The "core" CPI is actually of little value since about 40% of it is comprised of rent (either actual or owner-equivalent). In the current low interest rate environment, which has drawn in an ever-widening pool of home buyers, rents are being artificially suppressed. What's more, the proliferation of adjustable rate mortgages and no down payment loans have temporally turned many renters into buyers; fully one third of first-time homebuyers are putting zero down! As a result, the national rental vacancy rate is at a 40 year high, and rents are under pressure. Therefore, the Fed's inflationary monetary policy is paradoxically helping contain rent increases which represent 40% of the "core" CPI, while causing housing prices themselves, which are not even included in the CPI, to soar. The more inflation the Fed creates, the lower the "core" CPI. How convenient.

As an example, if a tenant who rents a two-bedroom apartment for $900 per month discovers he can purchase a two bedroom condo with a zero down one year ARM for only $800 per month, his landlord is forced to either lower the rent or lose the tenant. Under a normal interest rate and credit environment (which requires down payments), the barriers to purchasing condos would be much higher, giving landlords the flexibility to raise rents.

In fact, one of the main factors restraining increases in the CPI is the low interest rate environment. Interest rates represent the cost of capital. Businesses are able to pass on their lower cost of capital to consumers in the form of lower prices. One of the reasons that the landlord in the above example is able to reduce the rent is that his interest costs are lower. Most landlords have mortgages, and are able to pass on their lower interest payments to their tenants in the form of lower rents. So, for example, even as General Motors faces higher steel costs, higher energy costs, higher workman's comp. fees, and higher health insurance premiums, its cost of capital it significantly lower. Lower capital costs help offset higher raw material and labor costs, restraining the over all increase in consumer prices. The same is true for businesses in general, particularly those with significant amounts of debt to service.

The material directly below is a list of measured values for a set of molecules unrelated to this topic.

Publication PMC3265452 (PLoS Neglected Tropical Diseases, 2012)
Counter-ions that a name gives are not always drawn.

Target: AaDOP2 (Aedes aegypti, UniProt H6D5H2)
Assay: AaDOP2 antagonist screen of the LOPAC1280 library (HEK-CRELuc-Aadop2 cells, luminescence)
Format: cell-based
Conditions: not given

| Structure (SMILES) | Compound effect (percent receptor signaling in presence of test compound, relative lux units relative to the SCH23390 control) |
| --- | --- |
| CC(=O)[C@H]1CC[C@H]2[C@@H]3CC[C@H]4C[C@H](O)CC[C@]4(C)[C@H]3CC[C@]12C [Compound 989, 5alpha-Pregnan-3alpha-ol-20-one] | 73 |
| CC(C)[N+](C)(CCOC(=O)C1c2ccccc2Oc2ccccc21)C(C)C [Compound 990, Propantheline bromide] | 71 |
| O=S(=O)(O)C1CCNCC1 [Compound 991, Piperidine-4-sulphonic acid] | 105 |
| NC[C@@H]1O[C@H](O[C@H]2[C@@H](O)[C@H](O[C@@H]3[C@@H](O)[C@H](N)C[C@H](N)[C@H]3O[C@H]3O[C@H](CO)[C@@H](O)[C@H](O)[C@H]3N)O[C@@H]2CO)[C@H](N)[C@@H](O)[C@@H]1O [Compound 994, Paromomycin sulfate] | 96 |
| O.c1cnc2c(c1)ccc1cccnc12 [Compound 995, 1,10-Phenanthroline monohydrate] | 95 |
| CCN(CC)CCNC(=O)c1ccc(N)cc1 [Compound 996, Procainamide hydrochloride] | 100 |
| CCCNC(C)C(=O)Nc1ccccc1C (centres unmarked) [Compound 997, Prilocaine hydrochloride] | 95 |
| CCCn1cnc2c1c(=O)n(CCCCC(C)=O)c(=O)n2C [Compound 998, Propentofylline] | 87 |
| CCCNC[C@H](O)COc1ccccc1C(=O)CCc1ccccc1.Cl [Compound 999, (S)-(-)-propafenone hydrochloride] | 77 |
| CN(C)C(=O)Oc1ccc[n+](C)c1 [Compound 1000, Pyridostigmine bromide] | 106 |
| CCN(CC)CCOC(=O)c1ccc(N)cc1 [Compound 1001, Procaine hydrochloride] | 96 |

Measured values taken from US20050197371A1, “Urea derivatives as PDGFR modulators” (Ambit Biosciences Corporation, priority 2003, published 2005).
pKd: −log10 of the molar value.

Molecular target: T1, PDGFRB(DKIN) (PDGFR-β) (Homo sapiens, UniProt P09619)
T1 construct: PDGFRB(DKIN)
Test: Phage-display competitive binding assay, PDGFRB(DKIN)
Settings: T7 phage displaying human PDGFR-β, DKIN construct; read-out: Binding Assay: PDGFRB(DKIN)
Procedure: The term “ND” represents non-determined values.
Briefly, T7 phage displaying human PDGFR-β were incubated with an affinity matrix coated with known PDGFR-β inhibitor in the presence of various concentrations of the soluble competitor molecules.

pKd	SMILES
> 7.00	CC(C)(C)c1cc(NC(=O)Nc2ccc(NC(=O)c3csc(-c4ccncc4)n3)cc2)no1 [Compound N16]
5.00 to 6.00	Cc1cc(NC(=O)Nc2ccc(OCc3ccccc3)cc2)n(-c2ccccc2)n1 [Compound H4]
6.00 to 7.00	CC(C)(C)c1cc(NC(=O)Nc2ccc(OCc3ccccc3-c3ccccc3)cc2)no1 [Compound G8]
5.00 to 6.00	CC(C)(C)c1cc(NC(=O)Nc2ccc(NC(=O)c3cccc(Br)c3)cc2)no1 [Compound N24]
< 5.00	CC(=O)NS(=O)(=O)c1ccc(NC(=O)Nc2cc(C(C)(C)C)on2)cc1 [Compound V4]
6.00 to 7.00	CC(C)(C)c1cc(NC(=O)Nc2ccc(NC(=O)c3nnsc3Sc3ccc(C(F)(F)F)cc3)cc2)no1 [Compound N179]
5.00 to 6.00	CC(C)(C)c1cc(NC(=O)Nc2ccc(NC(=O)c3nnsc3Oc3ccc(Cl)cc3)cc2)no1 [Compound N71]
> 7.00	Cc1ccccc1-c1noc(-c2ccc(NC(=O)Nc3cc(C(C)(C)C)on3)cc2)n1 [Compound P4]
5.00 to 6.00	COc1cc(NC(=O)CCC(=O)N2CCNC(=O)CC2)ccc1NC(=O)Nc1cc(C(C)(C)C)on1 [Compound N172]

The irony of the situation is extraordinary. The Fed points to an absence of inflation as indicated by a benign "core" CPI as justification for its low interest rate policy. But it is that very low interest rate policy that is temporarily suppressing the "core" CPI. The prices that are increasing, such as commodities and housing, are either excluded from the "core" CPI or from the index entirely.